ICE Agents’ Ruse Operations
Guatemalans in the Boston area are seeing spies infiltrating factories, buses with tinted windows taking away unidentifiable co-workers, and men with guns grabbing their neighbors. For these survivors of state violence, it’s a traumatic reminder of the very thing they thought they had left behind. Twenty-six-year-old Julia, arrested in an Immigration and Customs Enforcement (ICE) raid, said, “If they are taking children away and everything, then for me, that’s a second war.” She told her story in interviews with Professors Brinton Lykes and Dan Kanstroom of Boston College’s Post-Deportation Human Rights Project.
Thirteen of the fifteen Guatemalans in the town of Chimaltenango who had organized a group on behalf of loved ones picked up by ICE in the US could not locate them. These Guatemalans, in meetings with Lykes and Kanstroom, also spontaneously brought up the decades-long civil war that ended in 1996, during which 200,000 were killed and thousands vanished. A woman who lost her son and husband in the war and who was desperate to find her grandson asked the two professors, “Are they being disappeared?”
The US government is not sending out death squads. But the Guatemalans are onto something. According to an unnamed ICE official responding to questions sent by e-mail, ICE agents regularly impersonate civilians and rely on other tricks, some of which are illegal, in order to arrest longtime US residents who have no criminal history. I found incidents in which ICE agents posed as OSHA inspectors, insurance agents and religious workers. The effect is to corrode trust in the government, neighbors–and even Mormons.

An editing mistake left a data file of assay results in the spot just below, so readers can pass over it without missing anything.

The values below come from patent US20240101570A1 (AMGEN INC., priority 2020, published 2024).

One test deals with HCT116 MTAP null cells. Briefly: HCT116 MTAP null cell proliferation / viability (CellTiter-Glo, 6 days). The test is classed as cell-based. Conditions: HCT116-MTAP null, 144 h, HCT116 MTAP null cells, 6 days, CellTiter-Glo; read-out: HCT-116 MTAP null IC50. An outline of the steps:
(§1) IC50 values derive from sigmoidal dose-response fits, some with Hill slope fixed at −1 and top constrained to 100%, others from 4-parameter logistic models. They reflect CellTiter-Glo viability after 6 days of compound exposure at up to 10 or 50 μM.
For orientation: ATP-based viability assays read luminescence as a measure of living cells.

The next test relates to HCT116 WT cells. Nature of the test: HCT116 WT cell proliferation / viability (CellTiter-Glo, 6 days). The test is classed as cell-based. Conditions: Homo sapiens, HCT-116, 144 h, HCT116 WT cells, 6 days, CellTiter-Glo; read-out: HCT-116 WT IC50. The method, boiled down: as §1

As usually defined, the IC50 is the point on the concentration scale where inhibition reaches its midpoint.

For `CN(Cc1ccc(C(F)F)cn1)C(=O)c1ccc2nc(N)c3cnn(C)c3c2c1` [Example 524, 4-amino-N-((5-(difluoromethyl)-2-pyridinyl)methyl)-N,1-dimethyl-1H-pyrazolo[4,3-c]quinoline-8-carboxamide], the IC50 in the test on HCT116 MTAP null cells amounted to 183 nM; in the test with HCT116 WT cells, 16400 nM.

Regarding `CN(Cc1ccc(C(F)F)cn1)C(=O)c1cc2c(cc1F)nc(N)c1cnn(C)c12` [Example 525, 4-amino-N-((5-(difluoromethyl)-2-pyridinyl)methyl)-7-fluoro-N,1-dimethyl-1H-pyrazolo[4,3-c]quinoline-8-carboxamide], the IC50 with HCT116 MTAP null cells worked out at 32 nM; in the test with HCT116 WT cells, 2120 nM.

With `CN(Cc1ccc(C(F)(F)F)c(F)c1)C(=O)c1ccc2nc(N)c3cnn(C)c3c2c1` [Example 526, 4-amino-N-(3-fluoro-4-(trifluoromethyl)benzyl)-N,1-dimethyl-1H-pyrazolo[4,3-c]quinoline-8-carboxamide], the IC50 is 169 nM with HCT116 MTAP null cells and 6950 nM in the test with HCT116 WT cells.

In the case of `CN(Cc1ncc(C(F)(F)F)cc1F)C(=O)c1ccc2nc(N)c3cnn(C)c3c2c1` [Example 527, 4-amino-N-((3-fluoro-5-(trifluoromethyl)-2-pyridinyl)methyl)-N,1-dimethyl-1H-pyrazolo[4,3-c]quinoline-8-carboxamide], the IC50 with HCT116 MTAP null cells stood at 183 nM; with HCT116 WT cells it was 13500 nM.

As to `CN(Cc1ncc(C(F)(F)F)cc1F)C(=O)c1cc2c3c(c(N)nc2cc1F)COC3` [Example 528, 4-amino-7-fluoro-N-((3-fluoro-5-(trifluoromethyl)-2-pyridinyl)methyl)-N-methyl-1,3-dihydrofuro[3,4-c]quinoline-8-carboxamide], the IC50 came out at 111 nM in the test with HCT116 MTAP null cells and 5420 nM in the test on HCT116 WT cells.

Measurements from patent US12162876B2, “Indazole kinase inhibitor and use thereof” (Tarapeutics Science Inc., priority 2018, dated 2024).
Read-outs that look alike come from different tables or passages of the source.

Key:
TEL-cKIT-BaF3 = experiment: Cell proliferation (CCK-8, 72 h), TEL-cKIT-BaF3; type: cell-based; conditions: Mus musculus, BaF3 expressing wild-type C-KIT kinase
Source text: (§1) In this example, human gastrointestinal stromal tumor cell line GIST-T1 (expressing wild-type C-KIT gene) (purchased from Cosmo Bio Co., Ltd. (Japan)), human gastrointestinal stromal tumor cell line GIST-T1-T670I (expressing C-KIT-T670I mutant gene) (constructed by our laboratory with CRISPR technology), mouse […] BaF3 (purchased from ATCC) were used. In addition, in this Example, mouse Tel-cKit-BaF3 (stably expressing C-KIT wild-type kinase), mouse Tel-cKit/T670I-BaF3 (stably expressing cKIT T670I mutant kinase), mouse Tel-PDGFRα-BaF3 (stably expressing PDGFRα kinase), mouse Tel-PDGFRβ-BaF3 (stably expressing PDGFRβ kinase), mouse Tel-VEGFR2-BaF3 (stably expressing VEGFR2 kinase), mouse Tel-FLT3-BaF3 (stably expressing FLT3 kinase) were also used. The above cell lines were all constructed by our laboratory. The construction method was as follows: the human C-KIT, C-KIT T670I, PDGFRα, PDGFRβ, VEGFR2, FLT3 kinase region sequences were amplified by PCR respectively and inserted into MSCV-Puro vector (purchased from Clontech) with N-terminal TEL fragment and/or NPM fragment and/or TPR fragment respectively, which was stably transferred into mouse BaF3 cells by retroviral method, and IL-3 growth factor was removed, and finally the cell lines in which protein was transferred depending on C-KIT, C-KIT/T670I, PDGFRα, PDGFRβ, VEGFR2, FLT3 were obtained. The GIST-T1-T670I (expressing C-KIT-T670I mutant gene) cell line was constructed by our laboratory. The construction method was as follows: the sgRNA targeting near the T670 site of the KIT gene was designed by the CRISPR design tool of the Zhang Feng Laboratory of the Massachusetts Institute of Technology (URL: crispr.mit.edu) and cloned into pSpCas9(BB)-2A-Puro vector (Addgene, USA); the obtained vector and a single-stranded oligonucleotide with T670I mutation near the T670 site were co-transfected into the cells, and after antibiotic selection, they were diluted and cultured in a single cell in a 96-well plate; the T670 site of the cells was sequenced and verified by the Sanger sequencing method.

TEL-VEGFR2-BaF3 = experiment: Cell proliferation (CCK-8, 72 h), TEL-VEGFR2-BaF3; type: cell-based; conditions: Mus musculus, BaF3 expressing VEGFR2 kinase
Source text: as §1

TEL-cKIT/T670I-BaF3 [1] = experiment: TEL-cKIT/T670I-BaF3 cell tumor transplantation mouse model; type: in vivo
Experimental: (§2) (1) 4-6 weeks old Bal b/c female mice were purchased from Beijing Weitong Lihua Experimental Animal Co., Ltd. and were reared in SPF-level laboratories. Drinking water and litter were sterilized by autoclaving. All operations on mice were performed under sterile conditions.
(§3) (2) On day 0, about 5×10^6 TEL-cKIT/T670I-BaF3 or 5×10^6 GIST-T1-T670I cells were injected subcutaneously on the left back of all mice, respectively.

Last summer, a woman came to the office of Marina Lowe, an ACLU attorney in Salt Lake City, saying she believed that ICE agents dressing as Mormon missionaries had been to her house. Lowe’s client noticed that the missionaries lacked the black name-tags she’d always seen them wear, and behaved in other ways inconsistent with missionary protocol, including entering her home while her husband was absent. After she confirmed that he lived there, they left. The next day, ICE agents arrived and arrested her husband.
Lowe realized that the woman’s husband had been in the sights of ICE undercover agents when she called a phone number the woman gave her. The woman told Lowe that a man purporting to be an insurance investigator had left the number with her earlier. The man who picked up the phone when Lowe called told her he worked for the federal government. When Lowe asked why the federal government had an interest in insurance, the caller admitted to being an ICE agent. As for the missionaries, Lowe said that a colleague of hers described similar ICE missionary disguises, reported in community meetings in Utah County, about an hour south.
When Aaron Tarin, the immigration attorney now representing the husband of the woman who came to see Lowe, called the local ICE office, the ICE supervisor’s exonerating evidence against the accusation was that such an action would be “political suicide” and “stupid.” Tarin, himself a Mormon, said, “If this gets out it could have a catastrophic effect on missionaries’ work in Utah, and it can really put missionaries in danger. Aliens could get hostile and offensive.”
In response to a question about whether it was consistent with government policy for ICE agents to impersonate religious workers, the anonymously written ICE e-mail explained that impersonating religious officials is part of “ruse operations” and justified this as a “tool that enhances officer safety.”
But “this is unconstitutional. It is a direct interference with the First Amendment rights of people to freely practice their religion,” said Jennie Pasquarella, an ACLU staff attorney in Los Angeles, who cited a 1989 Ninth Circuit decision holding that it was unconstitutional for federal agents to infiltrate churches in their efforts to thwart the sanctuary movement. Among the attorneys suing the government, she pointed out, was Janet Napolitano, now Secretary of the Department of Homeland Security.